The World War I Perspective I really, REALLY wanted a guerilla-style point of view about working in a field hospital during the first World War. I wanted wounds and injuries and medications. I wanted  to know what it felt like to be just outside the front lines taking care of these men. What I got was a watered down, minimally descriptive, periphery description of what it was like during that time. I didn't get what it felt like to be in the tranches. I knew more about the hospital's layout than what they did for these soldiers on a day-to-day basis. I was majorly disappointed in this aspect.

Iris Along with my WWI POV, I found Iris' narration very frustrating to read. I felt like she was just a shell of a character. She was so objective in her point of view that it felt like she was describing more of other people's feelings in regards to her situation or life than what SHE actually felt. I had no idea if Iris like working at Royaumont, if she liked the bloke she started seeing, if she actually felt a kinship with Violet. I don't know, it all felt very superficial to me. I wanted to shake Iris and be like, FIND AN OPINION, what are we going on about?! She included anecdotes about the things around that had zero impact on plot progression. Thinking back, everything I remember reading about in Iris' story feels like there is a haze around it. The timeline isn't linear, it's is very confusing, and I have really no idea what the entire point of this aspect of the story was.

The Reveal I had read and loved all of Kate Morton's books and I felt like the author was trying to emulate that kind of story. You have a mystery that needs to be fit together, you had random scenes from an unknown  POV with characters you are unsure of who they are. Then all is revealed at the end and I really felt it was rushed and contrived. I could think back and see the details that hinted but I wasn't invested enough in the characters to really care about the secrets at the end. I found it all a bit pointless to be honest.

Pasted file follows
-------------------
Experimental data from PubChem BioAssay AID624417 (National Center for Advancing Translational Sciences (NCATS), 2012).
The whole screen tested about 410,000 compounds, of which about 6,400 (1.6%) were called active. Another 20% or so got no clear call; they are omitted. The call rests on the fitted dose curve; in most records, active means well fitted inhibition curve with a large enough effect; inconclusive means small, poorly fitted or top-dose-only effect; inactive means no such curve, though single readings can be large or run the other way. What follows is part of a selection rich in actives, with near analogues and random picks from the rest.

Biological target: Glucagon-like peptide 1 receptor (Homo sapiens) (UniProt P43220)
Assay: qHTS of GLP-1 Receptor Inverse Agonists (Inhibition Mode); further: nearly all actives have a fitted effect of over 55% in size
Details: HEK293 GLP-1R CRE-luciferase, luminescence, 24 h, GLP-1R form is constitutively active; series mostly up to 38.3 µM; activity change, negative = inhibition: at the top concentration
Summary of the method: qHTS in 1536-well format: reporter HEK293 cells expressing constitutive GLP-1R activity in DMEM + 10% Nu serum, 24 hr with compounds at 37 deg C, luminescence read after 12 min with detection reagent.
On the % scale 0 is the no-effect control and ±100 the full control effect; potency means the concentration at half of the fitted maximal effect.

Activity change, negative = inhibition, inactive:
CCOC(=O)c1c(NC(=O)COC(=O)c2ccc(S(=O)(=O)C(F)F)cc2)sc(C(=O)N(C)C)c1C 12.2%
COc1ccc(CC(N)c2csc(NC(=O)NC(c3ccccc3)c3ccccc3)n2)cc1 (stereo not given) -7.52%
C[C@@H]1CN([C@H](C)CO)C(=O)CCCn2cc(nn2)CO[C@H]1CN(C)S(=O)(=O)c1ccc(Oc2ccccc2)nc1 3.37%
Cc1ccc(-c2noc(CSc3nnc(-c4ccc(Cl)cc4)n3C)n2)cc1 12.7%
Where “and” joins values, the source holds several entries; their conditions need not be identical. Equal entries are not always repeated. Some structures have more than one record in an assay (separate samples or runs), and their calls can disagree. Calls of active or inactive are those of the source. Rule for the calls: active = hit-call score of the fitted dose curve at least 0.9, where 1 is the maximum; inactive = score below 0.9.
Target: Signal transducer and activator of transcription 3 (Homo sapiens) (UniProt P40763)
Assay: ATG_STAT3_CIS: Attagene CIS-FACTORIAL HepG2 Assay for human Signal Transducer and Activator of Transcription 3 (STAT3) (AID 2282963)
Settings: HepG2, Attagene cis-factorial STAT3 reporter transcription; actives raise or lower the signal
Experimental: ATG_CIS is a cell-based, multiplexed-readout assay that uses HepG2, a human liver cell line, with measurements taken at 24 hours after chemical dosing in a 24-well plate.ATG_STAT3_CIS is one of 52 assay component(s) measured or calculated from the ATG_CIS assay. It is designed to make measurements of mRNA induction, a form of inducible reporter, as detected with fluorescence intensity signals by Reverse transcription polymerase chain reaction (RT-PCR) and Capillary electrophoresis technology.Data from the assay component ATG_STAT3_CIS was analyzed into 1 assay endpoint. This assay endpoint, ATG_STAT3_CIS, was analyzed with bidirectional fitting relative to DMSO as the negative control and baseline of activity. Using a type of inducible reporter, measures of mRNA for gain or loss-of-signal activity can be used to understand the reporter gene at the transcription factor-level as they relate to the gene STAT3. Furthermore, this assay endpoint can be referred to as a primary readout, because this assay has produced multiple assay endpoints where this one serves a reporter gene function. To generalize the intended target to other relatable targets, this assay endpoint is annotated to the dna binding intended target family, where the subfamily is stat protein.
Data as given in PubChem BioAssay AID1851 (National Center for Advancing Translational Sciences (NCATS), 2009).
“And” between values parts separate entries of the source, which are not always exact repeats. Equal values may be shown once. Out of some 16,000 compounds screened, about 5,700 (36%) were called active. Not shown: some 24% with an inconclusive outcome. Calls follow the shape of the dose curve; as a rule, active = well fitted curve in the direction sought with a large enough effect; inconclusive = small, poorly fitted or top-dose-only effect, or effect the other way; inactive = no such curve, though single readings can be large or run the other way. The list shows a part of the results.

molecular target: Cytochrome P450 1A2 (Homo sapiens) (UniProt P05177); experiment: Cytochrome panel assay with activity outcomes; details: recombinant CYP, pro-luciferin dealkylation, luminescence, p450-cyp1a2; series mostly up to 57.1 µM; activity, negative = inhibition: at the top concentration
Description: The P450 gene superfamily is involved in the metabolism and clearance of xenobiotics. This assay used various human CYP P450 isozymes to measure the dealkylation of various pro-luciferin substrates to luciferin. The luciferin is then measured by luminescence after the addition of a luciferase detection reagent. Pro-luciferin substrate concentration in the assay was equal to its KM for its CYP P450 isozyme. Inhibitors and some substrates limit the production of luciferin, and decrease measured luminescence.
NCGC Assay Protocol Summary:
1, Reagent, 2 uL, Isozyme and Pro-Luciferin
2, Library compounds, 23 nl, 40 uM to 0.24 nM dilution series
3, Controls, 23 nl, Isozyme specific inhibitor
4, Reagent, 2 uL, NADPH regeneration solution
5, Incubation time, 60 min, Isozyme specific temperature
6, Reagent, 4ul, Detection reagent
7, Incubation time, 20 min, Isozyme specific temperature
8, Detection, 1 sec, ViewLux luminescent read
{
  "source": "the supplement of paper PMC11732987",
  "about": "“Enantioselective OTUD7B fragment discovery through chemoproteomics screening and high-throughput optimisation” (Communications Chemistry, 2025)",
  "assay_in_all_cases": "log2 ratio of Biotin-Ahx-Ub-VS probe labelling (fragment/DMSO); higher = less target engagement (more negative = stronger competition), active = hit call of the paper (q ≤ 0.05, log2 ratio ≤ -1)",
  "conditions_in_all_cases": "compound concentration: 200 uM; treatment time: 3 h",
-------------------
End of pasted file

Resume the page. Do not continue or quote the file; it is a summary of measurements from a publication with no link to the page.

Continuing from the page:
Probably Not. I really enjoyed the 1970s side of the story but it wasn't enough to get me through all the other 1910s stuff. I found myself skimming the WWI portion because Iris and her voice were just too undeveloped with little direction for me. 

3 comments:

  1. Bummer that the history side of this wasn't that great. I've been into historical fiction lately and when I read the synopsis for this it sounded pretty good. But I would totally want more grit like you. More up-close action scenes in the thick of battle.

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  2. I'm sorry to hear that only one of the two stories (based on the era) wound up being particularly appealing to you! This novel sounded like it had the potential to really strike a chord with readers, but it seems like it fell flat in balancing how both women's stories play out. I do think both women sound interesting though!

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  3. I'm sorry this one didn't really work for you, but that's okay because I didn't adore it so WHATEVS. I do really love this cover though. And, like we talked about, I wonder if your background left you with different feelings on this book because you able to notice some of the problems with the nursing parts?